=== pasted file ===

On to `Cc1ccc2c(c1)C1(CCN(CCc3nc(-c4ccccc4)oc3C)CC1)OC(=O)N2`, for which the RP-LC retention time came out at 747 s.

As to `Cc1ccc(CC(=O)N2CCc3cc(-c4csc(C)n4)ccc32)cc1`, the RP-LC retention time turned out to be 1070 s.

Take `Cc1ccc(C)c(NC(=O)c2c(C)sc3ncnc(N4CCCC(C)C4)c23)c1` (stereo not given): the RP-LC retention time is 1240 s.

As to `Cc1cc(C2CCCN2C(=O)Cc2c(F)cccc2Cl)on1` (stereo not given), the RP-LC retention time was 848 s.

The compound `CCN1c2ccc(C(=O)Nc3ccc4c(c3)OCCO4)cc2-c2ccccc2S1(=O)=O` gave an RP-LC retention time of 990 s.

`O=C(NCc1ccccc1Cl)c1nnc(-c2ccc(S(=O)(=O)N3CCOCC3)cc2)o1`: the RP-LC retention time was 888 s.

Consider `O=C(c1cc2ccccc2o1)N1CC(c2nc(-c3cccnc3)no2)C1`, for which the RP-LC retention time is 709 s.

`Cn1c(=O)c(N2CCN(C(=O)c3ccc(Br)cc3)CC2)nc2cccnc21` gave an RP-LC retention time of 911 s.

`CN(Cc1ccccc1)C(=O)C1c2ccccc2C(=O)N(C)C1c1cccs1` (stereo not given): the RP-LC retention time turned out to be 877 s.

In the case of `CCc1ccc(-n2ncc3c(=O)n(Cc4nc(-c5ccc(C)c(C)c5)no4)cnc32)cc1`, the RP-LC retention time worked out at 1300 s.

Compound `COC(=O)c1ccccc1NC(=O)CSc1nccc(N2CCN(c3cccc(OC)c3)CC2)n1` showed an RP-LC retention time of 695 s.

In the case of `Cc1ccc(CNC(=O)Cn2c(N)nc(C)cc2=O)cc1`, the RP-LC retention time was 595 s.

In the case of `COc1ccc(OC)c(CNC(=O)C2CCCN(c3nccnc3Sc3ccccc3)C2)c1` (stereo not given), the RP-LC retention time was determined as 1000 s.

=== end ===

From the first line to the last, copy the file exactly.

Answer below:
On to `Cc1ccc2c(c1)C1(CCN(CCc3nc(-c4ccccc4)oc3C)CC1)OC(=O)N2`, for which the RP-LC retention time came out at 747 s.

As to `Cc1ccc(CC(=O)N2CCc3cc(-c4csc(C)n4)ccc32)cc1`, the RP-LC retention time turned out to be 1070 s.

Take `Cc1ccc(C)c(NC(=O)c2c(C)sc3ncnc(N4CCCC(C)C4)c23)c1` (stereo not given): the RP-LC retention time is 1240 s.

As to `Cc1cc(C2CCCN2C(=O)Cc2c(F)cccc2Cl)on1` (stereo not given), the RP-LC retention time was 848 s.

The compound `CCN1c2ccc(C(=O)Nc3ccc4c(c3)OCCO4)cc2-c2ccccc2S1(=O)=O` gave an RP-LC retention time of 990 s.

`O=C(NCc1ccccc1Cl)c1nnc(-c2ccc(S(=O)(=O)N3CCOCC3)cc2)o1`: the RP-LC retention time was 888 s.

Consider `O=C(c1cc2ccccc2o1)N1CC(c2nc(-c3cccnc3)no2)C1`, for which the RP-LC retention time is 709 s.

`Cn1c(=O)c(N2CCN(C(=O)c3ccc(Br)cc3)CC2)nc2cccnc21` gave an RP-LC retention time of 911 s.

`CN(Cc1ccccc1)C(=O)C1c2ccccc2C(=O)N(C)C1c1cccs1` (stereo not given): the RP-LC retention time turned out to be 877 s.

In the case of `CCc1ccc(-n2ncc3c(=O)n(Cc4nc(-c5ccc(C)c(C)c5)no4)cnc32)cc1`, the RP-LC retention time worked out at 1300 s.

Compound `COC(=O)c1ccccc1NC(=O)CSc1nccc(N2CCN(c3cccc(OC)c3)CC2)n1` showed an RP-LC retention time of 695 s.

In the case of `Cc1ccc(CNC(=O)Cn2c(N)nc(C)cc2=O)cc1`, the RP-LC retention time was 595 s.

In the case of `COc1ccc(OC)c(CNC(=O)C2CCCN(c3nccnc3Sc3ccccc3)C2)c1` (stereo not given), the RP-LC retention time was determined as 1000 s.